Do some research into contemporary street photography. Helen Levitt, Joel Meyerowitz, Paul Graham, Joel Sternfeld and Martin Parr are some good names to start with, but you may be able to find further examples for yourself.
- What difference does colour make to a genre that traditionally was predominantly black and white?
- Can you spot the shift away from the influence of surrealism (as in Cartier-Bresson’s work)?
- How is irony used to comment on British-ness or American values? Make notes in your learning log.
Helen Levitt’s work, based around New York City. She used colour in her work in the sixties.
Martin Parr has long been commended for his work which concentrates predominately on the British and their Britishisms from a satirical viewpoint. He uses a saturated colour throughout most of his work.
Paul Graham said: “it has steadily become less important to me that the photographs are about something in the most obvious way. I am interested in more elusive and nebulous subject matter. The photography I most respect pulls something out of the ether of nothingness… you can’t sum up the results in a single line. In a way, ‘a shimmer of possibility’ is really about these nothing moments in life.”
This reminds me of the way John Szarkowski described photography “has not been to reform life, but to know it.”
Many photographers like Helen Levitt used photography as a way to record life as it was, in a more descriptive fashion. Paul Graham gradually steered away from this.
Eric Kim is a photographer based in Los Angeles who utilises the rise of social media to promote his street photography work and he’s very popular. He calls his work “social critique street photography” He shoots in both colour and black and white and says when he shoots black and white, he searches for shapes, light, shadows, form etc and if it’s in colour, he looks for that.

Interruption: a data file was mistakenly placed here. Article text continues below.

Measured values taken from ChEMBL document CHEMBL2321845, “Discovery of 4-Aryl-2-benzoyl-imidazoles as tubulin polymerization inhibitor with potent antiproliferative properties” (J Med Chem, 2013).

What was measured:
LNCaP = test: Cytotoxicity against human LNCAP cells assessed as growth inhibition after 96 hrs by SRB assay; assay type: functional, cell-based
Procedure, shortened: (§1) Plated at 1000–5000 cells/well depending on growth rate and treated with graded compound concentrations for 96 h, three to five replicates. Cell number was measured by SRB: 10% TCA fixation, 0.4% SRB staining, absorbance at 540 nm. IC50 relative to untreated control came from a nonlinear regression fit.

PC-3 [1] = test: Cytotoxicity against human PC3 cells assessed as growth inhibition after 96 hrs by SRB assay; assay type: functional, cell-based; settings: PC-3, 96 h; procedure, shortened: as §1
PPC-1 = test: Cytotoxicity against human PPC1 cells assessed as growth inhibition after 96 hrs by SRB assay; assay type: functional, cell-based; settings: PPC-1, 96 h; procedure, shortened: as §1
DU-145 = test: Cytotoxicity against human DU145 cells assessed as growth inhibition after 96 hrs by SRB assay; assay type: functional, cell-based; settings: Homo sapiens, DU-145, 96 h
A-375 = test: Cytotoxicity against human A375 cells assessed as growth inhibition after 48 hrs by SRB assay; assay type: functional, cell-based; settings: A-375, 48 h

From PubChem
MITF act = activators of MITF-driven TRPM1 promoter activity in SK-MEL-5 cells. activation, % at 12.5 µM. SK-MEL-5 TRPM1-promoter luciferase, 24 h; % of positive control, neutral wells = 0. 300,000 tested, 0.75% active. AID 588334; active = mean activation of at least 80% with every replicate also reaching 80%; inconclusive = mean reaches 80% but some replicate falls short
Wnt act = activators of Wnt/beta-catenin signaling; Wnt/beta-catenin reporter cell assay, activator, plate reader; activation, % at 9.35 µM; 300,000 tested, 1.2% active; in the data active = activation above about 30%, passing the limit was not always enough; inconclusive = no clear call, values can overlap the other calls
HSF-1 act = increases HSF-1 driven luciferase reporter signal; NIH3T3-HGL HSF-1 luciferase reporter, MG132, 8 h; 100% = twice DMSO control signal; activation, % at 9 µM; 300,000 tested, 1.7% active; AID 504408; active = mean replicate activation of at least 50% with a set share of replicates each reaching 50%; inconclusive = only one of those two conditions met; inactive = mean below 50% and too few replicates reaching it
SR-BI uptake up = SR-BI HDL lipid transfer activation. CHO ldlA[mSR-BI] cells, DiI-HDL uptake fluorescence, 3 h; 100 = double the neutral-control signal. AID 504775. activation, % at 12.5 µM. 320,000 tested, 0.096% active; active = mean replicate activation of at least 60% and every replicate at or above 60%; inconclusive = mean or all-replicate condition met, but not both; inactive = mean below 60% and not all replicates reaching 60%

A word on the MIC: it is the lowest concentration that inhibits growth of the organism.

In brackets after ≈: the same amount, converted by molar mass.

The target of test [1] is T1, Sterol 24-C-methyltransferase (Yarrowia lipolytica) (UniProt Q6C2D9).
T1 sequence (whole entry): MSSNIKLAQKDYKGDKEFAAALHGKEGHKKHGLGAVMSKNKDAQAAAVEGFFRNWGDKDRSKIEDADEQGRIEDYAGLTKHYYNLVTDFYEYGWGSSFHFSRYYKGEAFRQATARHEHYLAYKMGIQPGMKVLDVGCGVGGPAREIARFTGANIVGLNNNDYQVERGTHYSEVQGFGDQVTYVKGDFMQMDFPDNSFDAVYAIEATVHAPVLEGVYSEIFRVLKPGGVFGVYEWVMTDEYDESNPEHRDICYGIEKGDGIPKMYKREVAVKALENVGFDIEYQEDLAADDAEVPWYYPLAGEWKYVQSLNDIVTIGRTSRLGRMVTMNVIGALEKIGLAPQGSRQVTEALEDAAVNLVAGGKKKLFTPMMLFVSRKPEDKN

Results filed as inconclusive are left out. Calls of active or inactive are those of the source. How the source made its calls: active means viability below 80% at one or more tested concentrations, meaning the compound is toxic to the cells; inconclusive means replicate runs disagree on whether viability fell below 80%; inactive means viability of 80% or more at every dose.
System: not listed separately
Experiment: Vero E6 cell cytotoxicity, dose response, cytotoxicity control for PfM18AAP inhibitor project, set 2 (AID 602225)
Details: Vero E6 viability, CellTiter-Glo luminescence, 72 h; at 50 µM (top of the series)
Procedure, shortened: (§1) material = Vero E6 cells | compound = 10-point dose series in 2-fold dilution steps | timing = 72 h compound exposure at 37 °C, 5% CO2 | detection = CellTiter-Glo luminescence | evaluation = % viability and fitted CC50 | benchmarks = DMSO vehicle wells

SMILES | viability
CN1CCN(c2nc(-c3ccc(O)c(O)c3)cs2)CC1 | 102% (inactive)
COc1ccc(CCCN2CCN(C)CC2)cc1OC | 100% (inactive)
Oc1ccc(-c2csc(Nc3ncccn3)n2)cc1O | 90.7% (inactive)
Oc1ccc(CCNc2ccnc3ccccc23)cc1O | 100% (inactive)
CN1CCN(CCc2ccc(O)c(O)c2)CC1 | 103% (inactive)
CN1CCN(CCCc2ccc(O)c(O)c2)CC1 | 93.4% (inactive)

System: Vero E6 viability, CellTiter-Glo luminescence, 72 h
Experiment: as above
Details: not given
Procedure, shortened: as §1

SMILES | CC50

Rui Palha’s is a street photographer from Lisbon. He lists Cartier-Bresson as an influence. His photos are cinematic, contain strong shapes and are all black and white. When asked why he prefers black and white he said:
“If you look at a black and white photograph, and if you feel something pleasant or if you like it a lot it’s because the photograph is telling you something without artifices or distractions and, for sure, the photograph is good. Sometimes a colour photo is appealing just because the combination of the colours is beautiful“.
Donato di Camillo
Donato di Camillo is an ex convict who taught himself to use a camera whilst serving his sentence. He lists Martin Parr as one of his influences and I can see the strong similarities between them. His work is reminiscent of Parr’s The Last Resort and more recently, Brexit Britain in his Only Human exhibition.
Giacomo Brunelli is an Italian photographer based in London, he uses a gelatine silver process for most of his work. His work is interesting and reminds me of Bill Brandt
Colour or Black and White?
I have always been a fan of black and white. To me, it’s timeless, classic cinematic and easily viewed. For street photography, previously, it had always been my preference because I believed it allowed the mind to really concentrate on the scene without the colour element interfering.
During my last module, I pushed myself out of my comfort zone for a previous assignment and shot some street photography in colour, I have to say it was the assignment that I struggled with the most. But in turn, colour found it’s way into my heart through it and I can now appreciate the benefits it has on a much stronger level.